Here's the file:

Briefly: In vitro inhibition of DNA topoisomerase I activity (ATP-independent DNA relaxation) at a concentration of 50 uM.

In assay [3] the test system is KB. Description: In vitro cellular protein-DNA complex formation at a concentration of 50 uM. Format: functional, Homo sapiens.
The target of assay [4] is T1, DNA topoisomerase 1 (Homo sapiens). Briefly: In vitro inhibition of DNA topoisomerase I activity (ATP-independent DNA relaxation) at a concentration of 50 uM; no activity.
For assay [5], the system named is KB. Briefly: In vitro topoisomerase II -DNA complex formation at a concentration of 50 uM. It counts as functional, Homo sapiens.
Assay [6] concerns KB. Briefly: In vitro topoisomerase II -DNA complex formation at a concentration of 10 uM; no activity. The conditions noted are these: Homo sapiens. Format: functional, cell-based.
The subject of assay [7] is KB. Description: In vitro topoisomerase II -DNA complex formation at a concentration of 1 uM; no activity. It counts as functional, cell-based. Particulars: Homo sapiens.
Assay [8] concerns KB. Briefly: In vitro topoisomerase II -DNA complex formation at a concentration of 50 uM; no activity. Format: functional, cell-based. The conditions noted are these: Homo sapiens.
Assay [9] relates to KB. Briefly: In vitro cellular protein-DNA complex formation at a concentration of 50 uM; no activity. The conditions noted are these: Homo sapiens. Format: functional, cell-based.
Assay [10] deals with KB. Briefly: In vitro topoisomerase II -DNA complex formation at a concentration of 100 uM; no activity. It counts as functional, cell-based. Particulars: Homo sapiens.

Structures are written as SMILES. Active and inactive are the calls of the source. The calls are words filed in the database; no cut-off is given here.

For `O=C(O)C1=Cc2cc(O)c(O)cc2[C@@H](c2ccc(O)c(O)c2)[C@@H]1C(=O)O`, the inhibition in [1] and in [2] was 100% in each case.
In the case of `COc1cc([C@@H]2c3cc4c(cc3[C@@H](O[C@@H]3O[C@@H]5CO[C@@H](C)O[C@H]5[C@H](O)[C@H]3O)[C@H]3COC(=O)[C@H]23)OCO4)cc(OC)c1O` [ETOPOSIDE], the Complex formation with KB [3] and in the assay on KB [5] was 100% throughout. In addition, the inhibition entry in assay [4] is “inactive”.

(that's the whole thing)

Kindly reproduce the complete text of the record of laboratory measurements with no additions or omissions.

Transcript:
Briefly: In vitro inhibition of DNA topoisomerase I activity (ATP-independent DNA relaxation) at a concentration of 50 uM.

In assay [3] the test system is KB. Description: In vitro cellular protein-DNA complex formation at a concentration of 50 uM. Format: functional, Homo sapiens.
The target of assay [4] is T1, DNA topoisomerase 1 (Homo sapiens). Briefly: In vitro inhibition of DNA topoisomerase I activity (ATP-independent DNA relaxation) at a concentration of 50 uM; no activity.
For assay [5], the system named is KB. Briefly: In vitro topoisomerase II -DNA complex formation at a concentration of 50 uM. It counts as functional, Homo sapiens.
Assay [6] concerns KB. Briefly: In vitro topoisomerase II -DNA complex formation at a concentration of 10 uM; no activity. The conditions noted are these: Homo sapiens. Format: functional, cell-based.
The subject of assay [7] is KB. Description: In vitro topoisomerase II -DNA complex formation at a concentration of 1 uM; no activity. It counts as functional, cell-based. Particulars: Homo sapiens.
Assay [8] concerns KB. Briefly: In vitro topoisomerase II -DNA complex formation at a concentration of 50 uM; no activity. Format: functional, cell-based. The conditions noted are these: Homo sapiens.
Assay [9] relates to KB. Briefly: In vitro cellular protein-DNA complex formation at a concentration of 50 uM; no activity. The conditions noted are these: Homo sapiens. Format: functional, cell-based.
Assay [10] deals with KB. Briefly: In vitro topoisomerase II -DNA complex formation at a concentration of 100 uM; no activity. It counts as functional, cell-based. Particulars: Homo sapiens.

Structures are written as SMILES. Active and inactive are the calls of the source. The calls are words filed in the database; no cut-off is given here.

For `O=C(O)C1=Cc2cc(O)c(O)cc2[C@@H](c2ccc(O)c(O)c2)[C@@H]1C(=O)O`, the inhibition in [1] and in [2] was 100% in each case.
In the case of `COc1cc([C@@H]2c3cc4c(cc3[C@@H](O[C@@H]3O[C@@H]5CO[C@@H](C)O[C@H]5[C@H](O)[C@H]3O)[C@H]3COC(=O)[C@H]23)OCO4)cc(OC)c1O` [ETOPOSIDE], the Complex formation with KB [3] and in the assay on KB [5] was 100% throughout. In addition, the inhibition entry in assay [4] is “inactive”.